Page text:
• The fact that Viking refilled the bottles with its own gas constituted a risk of alteration or modification of the product (ie, the bottle). 
  • Kosan had a vested interest in having the bottles refilled by its own authorised distributor in order to maintain strict control of the quality of the gas sold, as any defect could have a clear impact on the trademark’s reputation.
  • Kosan, Italy and the European Commission considered that exhaustion jeopardises trademark owners only in pursuing further sales of the bottles, but does not allow a third party to refill those specific gas bottles with its own gas for commercial purposes. 
  • Considering that on the first occasion, consumers must pay not only for the gas, but also for the bottle itself (the price of which is higher than that of traditional gas bottles), and considering that the bottles were created for the purposes of being refilled on various occasions, the ECJ held that the bottles did not constitute a mere packaging of the gas, but a product in themselves.

The ECJ noted that two main interests were in conflict. On the one hand, there was Kosan’s interest in obtaining and exercising its trademark and other related exclusive rights. On this issue the ECJ declared that a sale that allows the owner to obtain the economic value of its trademark exhausts the exclusive rights. 

On the other hand were the consumers’ interests in fully enjoying their ownership rights in the bottles for which they have paid. However, the ECJ considered that through the purchase, consumers become dependent on a sole gas provider for future refills. In addition, the public had a general interest in not reducing competition in the market. The ECJ considered that there was a risk of closing off the market if Kosan was allowed to regain a free choice of gas supplier on the basis of its rights in the 3D trademark – that is,  “because of its specific technical characteristics”. 

In light of the above considerations, the ECJ held that on the one hand, the sale of the bottle exhausts the trademark rights related to the shape of that bottle (and the rights in the trademarks included on the labels affixed to the bottle), and on the other it entitles the consumer to decide on the bottle freely, including the decision to change or refill it using third-company gas and refilling services. That is to say, competitors can proceed with refilling and changing empty bottles unless the trademark owner has a legitimate reason to oppose.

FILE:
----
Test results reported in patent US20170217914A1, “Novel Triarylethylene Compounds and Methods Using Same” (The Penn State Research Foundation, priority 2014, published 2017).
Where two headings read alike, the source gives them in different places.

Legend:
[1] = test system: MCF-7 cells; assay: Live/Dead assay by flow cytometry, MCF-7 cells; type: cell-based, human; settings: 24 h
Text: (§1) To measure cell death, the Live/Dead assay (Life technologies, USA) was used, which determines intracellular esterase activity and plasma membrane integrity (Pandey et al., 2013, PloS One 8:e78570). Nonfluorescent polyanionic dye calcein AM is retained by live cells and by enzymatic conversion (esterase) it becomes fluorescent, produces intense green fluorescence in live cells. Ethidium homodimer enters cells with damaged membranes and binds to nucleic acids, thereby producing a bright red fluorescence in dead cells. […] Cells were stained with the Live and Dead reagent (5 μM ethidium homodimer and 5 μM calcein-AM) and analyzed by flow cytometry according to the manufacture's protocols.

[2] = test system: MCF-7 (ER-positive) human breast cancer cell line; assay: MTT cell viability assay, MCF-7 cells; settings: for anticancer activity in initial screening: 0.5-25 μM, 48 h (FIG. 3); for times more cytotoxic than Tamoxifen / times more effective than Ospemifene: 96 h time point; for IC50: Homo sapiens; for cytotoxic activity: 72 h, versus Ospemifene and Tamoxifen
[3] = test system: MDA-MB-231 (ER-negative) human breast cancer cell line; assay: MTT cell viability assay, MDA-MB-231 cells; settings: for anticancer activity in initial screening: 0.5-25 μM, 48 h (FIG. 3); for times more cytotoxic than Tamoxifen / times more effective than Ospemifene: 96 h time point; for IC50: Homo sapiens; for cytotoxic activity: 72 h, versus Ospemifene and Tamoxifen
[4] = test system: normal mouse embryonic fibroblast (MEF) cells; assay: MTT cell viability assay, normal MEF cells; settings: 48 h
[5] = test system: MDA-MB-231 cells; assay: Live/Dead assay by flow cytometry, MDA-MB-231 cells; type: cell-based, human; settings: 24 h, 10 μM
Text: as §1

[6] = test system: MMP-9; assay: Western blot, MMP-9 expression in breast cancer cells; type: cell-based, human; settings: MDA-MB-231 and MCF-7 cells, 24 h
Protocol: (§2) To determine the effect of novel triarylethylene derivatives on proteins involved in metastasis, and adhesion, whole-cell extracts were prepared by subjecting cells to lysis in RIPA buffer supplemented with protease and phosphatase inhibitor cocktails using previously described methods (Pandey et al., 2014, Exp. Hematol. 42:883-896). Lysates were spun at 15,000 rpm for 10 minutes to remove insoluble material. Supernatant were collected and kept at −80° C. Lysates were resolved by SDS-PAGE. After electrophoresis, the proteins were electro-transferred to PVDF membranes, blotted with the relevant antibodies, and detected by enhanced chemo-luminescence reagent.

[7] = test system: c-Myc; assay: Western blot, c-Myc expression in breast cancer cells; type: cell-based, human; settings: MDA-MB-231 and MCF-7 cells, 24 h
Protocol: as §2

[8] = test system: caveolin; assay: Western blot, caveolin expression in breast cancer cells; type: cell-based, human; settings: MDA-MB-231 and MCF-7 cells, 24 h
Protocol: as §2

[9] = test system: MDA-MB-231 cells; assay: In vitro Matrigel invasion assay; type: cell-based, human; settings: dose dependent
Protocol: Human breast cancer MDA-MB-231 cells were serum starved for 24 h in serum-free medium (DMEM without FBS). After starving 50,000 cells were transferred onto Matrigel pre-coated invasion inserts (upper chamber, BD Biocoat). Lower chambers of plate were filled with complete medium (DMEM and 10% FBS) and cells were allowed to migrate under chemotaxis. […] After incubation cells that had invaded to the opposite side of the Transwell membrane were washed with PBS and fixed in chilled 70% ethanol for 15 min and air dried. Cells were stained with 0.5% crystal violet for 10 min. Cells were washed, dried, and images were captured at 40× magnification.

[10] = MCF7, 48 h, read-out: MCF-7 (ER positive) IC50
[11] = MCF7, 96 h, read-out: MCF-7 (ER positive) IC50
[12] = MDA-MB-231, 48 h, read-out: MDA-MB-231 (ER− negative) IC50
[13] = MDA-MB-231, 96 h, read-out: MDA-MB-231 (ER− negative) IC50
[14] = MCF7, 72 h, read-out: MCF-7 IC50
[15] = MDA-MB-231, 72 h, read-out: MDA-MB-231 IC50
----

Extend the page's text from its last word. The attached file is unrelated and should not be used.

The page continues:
The ECJ has previously declared that there is a legitimate reason when: 

  • There is a modification of the product. In this regard, the ECJ considered that the facts that Kosan’s and Viking’s labels coexisted on the bottles, and that Kosan’s labels are kept intact, should be enough to demonstrate that there have been no modifications that justify and support the lack of exhaustion. 
  • Use by a third party of an equal or similar trademark has seriously diminished trademark reputation or when that use is made in such a way that consumers might believe that there is a commercial link between the trademark owner and the third party.

The ECJ held that in order to decide whether Kosan has a legitimate reason in this specific case, the national court should take into account the labels placed on the bottles and the terms and conditions under which the bottles are replaced by Viking. These two elements should not lead average consumers to assume that there is a link between the two companies, or otherwise to consider that the gas used for the refilling is Kosan’s. Furthermore, the ECJ held that it was necessary to take into account the practices of the sector to determine whether there is confusion – that is, whether the consumers are used to gas bottles being refilled by other distributors. In addition, the ECJ noted that as a general rule, it should be easier to believe that consumers may not be aware of the link between the two companies.

In conclusion, Kosan was not entitled to invoke trademark rights in order to oppose the replacement of its bottles by Viking with other bottles, unless it was able to provide a legitimate reason.

This is an Insight article, written by a selected partner as part of IAM's co-published content. Read more on Insight